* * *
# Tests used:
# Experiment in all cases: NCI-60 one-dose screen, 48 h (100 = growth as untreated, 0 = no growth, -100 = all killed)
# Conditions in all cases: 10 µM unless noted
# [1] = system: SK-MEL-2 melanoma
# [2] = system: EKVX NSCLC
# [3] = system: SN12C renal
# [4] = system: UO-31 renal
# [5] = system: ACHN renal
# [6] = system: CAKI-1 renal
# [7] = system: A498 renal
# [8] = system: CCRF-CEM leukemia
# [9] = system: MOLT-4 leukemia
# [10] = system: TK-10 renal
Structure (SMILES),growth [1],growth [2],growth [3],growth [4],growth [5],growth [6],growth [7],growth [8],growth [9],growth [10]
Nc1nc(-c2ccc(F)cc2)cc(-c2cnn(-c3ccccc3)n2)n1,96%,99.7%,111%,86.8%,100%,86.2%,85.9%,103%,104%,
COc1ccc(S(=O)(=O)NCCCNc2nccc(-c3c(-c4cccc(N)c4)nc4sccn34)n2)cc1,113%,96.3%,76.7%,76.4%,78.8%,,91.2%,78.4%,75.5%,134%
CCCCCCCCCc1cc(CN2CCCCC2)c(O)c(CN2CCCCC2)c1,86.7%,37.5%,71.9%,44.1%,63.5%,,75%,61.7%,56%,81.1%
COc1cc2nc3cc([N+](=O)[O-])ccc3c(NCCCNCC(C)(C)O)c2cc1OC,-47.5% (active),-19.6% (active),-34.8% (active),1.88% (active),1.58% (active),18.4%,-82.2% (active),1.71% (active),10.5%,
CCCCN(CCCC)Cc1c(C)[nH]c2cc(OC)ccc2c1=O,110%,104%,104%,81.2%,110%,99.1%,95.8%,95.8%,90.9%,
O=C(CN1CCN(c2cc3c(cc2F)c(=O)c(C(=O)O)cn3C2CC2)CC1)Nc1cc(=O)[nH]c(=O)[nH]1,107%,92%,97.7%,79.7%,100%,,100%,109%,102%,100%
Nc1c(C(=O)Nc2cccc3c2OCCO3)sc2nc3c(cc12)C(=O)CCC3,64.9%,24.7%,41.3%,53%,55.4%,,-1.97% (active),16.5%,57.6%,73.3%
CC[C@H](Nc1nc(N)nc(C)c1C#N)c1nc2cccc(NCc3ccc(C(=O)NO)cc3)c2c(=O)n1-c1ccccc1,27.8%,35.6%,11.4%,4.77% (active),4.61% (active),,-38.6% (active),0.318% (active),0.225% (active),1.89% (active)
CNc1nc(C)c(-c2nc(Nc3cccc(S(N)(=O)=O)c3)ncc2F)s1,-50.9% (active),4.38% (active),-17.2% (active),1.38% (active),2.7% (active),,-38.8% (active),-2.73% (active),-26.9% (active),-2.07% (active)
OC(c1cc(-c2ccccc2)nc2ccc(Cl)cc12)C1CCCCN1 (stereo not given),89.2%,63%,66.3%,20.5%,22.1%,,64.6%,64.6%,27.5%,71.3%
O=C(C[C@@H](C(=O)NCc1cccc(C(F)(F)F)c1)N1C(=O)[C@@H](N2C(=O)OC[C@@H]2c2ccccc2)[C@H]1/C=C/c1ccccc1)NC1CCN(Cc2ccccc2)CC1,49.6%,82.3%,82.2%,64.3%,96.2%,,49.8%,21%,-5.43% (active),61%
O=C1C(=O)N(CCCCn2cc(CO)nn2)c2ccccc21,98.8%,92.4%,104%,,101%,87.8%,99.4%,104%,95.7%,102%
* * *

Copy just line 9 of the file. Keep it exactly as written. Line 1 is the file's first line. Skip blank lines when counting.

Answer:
# [6] = system: CAKI-1 renal